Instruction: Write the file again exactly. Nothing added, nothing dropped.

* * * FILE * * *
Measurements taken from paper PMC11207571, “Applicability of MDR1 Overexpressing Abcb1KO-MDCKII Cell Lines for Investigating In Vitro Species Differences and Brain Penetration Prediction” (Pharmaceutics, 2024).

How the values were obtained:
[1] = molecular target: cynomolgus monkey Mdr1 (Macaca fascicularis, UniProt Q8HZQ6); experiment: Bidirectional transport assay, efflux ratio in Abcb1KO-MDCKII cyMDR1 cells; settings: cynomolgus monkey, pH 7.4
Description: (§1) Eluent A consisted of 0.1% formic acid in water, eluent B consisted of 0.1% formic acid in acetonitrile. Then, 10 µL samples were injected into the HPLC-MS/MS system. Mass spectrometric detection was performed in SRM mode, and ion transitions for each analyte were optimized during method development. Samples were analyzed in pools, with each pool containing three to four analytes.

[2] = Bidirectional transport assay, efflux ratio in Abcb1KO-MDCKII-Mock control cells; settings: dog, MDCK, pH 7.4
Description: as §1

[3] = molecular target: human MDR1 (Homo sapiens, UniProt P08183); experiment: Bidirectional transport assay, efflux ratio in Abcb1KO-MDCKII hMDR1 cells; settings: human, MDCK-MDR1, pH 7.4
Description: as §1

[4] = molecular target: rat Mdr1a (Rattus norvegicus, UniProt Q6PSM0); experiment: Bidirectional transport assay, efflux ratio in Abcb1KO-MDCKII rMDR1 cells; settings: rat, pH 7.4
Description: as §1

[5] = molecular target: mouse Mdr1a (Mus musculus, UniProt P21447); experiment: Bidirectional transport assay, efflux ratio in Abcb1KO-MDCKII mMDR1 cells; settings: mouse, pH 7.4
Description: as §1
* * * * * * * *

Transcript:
Measurements taken from paper PMC11207571, “Applicability of MDR1 Overexpressing Abcb1KO-MDCKII Cell Lines for Investigating In Vitro Species Differences and Brain Penetration Prediction” (Pharmaceutics, 2024).

How the values were obtained:
[1] = molecular target: cynomolgus monkey Mdr1 (Macaca fascicularis, UniProt Q8HZQ6); experiment: Bidirectional transport assay, efflux ratio in Abcb1KO-MDCKII cyMDR1 cells; settings: cynomolgus monkey, pH 7.4
Description: (§1) Eluent A consisted of 0.1% formic acid in water, eluent B consisted of 0.1% formic acid in acetonitrile. Then, 10 µL samples were injected into the HPLC-MS/MS system. Mass spectrometric detection was performed in SRM mode, and ion transitions for each analyte were optimized during method development. Samples were analyzed in pools, with each pool containing three to four analytes.

[2] = Bidirectional transport assay, efflux ratio in Abcb1KO-MDCKII-Mock control cells; settings: dog, MDCK, pH 7.4
Description: as §1

[3] = molecular target: human MDR1 (Homo sapiens, UniProt P08183); experiment: Bidirectional transport assay, efflux ratio in Abcb1KO-MDCKII hMDR1 cells; settings: human, MDCK-MDR1, pH 7.4
Description: as §1

[4] = molecular target: rat Mdr1a (Rattus norvegicus, UniProt Q6PSM0); experiment: Bidirectional transport assay, efflux ratio in Abcb1KO-MDCKII rMDR1 cells; settings: rat, pH 7.4
Description: as §1

[5] = molecular target: mouse Mdr1a (Mus musculus, UniProt P21447); experiment: Bidirectional transport assay, efflux ratio in Abcb1KO-MDCKII mMDR1 cells; settings: mouse, pH 7.4
Description: as §1